Domestic Violence During Covid: “The Silent Pandemic”


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Domestic Violence During Covid

Classification of Domestic Abuse

The UN defines domestic abuse as tactics “used to gain or maintain power and control over an intimate partner.” 

Legally, definitions of domestic abuse vary based on region. Many regions are starting to include emotional abuse in their legal definitions. Ireland, the UK, and France are just three countries that include psychological abuse in their legal definitions of domestic abuse. While most studies in reference to the spike of domestic violence during the pandemic refer to physical and sexual violence, reports of non-physical abuse have also increased concurrently with lockdown restrictions. In Argentina, reports of psychological violence rose by 76% compared with pre-lockdown figures.

However, this specific article will primarily focus on the rise of physical domestic violence during Covid.

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Quantifying the Increase

The quarantine for the coronavirus was predicted to be a breeding ground for domestic violence. According to some estimates, by April, calls had risen  36% in Paris,  32% elsewhere in France, 40% in Australia, 25% in Argentina, and 40-50% worldwide. By contrast, calls decreased in lower-income regions – but not because domestic violence was decreasing.

Individuals from lower socio-economic backgrounds were unable to call domestic violence hotlines because they were residing in one or two-bedroom quarters in close proximity with their abusers. As a result, they were unable to achieve enough privacy to call.  This situation was reminiscent of another: The West African Ebola Crisis. During the Ebola epidemic, victims endured abuse in silence due to a lack of safe ways to report. As a result, authorities only learned of the dramatic surge in domestic violence after the crisis. The unfortunate reality of underreporting obscures the figures surrounding domestic violence during Covid-19.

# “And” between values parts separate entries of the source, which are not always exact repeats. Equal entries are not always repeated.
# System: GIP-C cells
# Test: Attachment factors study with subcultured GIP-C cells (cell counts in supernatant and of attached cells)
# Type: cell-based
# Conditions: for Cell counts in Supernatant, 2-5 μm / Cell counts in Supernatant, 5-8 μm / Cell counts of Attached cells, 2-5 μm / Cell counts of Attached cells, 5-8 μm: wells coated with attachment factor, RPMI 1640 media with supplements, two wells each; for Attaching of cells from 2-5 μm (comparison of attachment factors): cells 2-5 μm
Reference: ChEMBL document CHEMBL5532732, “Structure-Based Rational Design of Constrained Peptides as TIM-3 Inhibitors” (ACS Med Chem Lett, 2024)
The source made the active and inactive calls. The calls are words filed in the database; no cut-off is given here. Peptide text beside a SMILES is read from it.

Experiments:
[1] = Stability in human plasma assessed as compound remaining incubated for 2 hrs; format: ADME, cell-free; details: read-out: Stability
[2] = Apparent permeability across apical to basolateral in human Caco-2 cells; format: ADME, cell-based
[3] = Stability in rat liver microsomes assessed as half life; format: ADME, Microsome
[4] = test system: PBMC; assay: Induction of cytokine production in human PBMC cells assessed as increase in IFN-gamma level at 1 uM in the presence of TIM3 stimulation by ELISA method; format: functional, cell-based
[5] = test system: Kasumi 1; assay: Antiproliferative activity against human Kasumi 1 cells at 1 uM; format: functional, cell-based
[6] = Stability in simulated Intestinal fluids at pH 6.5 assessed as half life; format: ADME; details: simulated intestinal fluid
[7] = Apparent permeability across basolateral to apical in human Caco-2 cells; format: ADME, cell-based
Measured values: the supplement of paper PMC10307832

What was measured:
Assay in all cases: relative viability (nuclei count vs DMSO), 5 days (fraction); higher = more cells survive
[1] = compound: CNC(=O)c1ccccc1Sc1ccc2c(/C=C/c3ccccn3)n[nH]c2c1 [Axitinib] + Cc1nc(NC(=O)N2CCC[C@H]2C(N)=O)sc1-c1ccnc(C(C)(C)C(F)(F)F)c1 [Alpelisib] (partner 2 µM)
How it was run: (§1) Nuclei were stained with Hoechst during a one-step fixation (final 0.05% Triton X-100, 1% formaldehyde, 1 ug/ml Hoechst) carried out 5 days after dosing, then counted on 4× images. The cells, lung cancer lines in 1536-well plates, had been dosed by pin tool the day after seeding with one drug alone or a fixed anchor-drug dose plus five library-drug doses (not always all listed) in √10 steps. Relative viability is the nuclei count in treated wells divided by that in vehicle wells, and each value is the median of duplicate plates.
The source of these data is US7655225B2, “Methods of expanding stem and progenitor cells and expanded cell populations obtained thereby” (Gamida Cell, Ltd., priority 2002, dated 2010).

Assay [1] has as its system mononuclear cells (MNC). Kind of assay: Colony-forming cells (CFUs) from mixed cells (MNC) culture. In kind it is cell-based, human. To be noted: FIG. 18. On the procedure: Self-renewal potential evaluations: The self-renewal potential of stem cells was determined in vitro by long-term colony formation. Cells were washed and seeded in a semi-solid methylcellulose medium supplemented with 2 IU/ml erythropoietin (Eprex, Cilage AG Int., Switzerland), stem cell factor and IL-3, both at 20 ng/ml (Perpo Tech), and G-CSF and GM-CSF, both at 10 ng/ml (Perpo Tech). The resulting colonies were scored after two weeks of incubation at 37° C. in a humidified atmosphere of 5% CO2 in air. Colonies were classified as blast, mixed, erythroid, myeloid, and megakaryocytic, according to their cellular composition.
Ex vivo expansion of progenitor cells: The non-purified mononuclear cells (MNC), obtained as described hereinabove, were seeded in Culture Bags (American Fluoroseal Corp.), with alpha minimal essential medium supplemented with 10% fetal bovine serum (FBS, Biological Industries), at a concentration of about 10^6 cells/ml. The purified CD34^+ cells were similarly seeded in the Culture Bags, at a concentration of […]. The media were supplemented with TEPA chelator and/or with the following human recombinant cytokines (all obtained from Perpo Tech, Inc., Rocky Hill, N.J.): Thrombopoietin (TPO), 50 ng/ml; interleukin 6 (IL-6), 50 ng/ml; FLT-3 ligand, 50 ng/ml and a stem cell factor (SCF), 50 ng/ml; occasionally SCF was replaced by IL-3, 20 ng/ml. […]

Some studies attempt to account for underreporting by examining health records as well as official reports. Nevertheless,  many individuals delayed or avoided medical care to avoid Covid-19. The CDC estimated in September 2020 that 41% of Americans had delayed or avoided medical care during the ongoing pandemic.

As such, it is important to note that the figures on domestic violence during the pandemic may be much higher than reports.

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An increase in domestic violence during Covid: Why did it happen?

A new study from the University of California Davis links stress in the home following income loss due to Covid-19 to an increase in domestic violence. Income loss and an inability to pay for basic necessities have exacerbated the silent epidemic. Additionally, the stay-at-home orders confined victims to close quarters with their domestic abusers.

Victims were also obstructed in their attempts to leave their partners.  They found it increasingly difficult to find shelter, food, work, and transport during the pandemic. Many women found themselves having to choose between abuse or homelessness.

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What have countries done to combat domestic violence?

Various European pharmacies have implemented code words to help victims. Individuals experiencing domestic violence in Spain and France can use the phrase “Mask 19” to alert the authorities of abuse; In the UK, the code word is “ani”.   In Greenland’s capital city, the sale of alcohol has been banned as it has been linked by the World Health Organization to increases in the severity of domestic violence. The UN has started the “Orange the World” campaign to raise money to help domestic violence victims.